Can a damaged billboard stay?

We are writing this just after the biggest storm in the UK in three decades. The storm brought a lot of damage. It also did not spare the huge billboards and other advertising infrastructure either.

Billboards that have been damaged by the storm (or other circumstances) – beyond repair – may have actually lost the right to be there. These are billboards without express consent that did not actually go through an application process before they were put up. That also means that there potential effects on road safety, communities and the environment were not assessed. However, if they are there for long enough, they actually acquire the right to stay under what is called deemed consent. To benefit from this form of deemed consent, the advertisement must have been used continually for the preceding 10 years. The catch is that if the advertisement with deemed consent is destroyed by any means – it does not keep the right to be displayed. That makes the after-storm period a good time for anti-advertising activism! If you find any damaged advertising infrastructure, it is worth checking if it has deemed consent. And if it does, let’s fight it!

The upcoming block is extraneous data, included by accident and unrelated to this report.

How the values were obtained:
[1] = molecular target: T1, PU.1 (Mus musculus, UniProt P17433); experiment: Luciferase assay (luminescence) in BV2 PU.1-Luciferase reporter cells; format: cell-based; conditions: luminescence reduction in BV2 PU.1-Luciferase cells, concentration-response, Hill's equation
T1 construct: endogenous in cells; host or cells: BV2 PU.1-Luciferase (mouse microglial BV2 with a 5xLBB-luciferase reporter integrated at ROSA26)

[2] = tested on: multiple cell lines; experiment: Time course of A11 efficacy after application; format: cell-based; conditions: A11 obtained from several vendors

OK, so we found a fallen billboard. What steps do we follow to find out more about its status and permission to be there?

  1. We check whether ad advertisement has express consent. We do that in the local planning portal searching for the postcode or the street of the ad. In Leeds, we can check that here. If we don’t find an express consent, the chances are the advertisement display has not been granted one; however, it is also possible that it has been given express consent at a different postcode or that it was never added to the planning portal, so it is worth confirming that with the local planning department.
  2. We document the removal or damage. The planning officers usually use Google maps to confirm that an advertisement has stayed long enough to have deemed consent. Similarly, we can use it to document that the advertisement has been removed. For obvious reasons we may not want to wait for the Google car to provide the evidence so we can take a picture ourselves. A picture such as the one above depicts the time and the location and should thus provide enough evidence for the loss of deemed consent.
  3. Announce the change. Normally, we report breaches of planning regulations on the local planning portal. This is by far the most difficult step as communicating with planning officers may take a long time and the response to our enquiry may be less than enthusiastic. However, it is also the most rewarding one as we may have just done enough for that advertisement without consent to be removed from our city!

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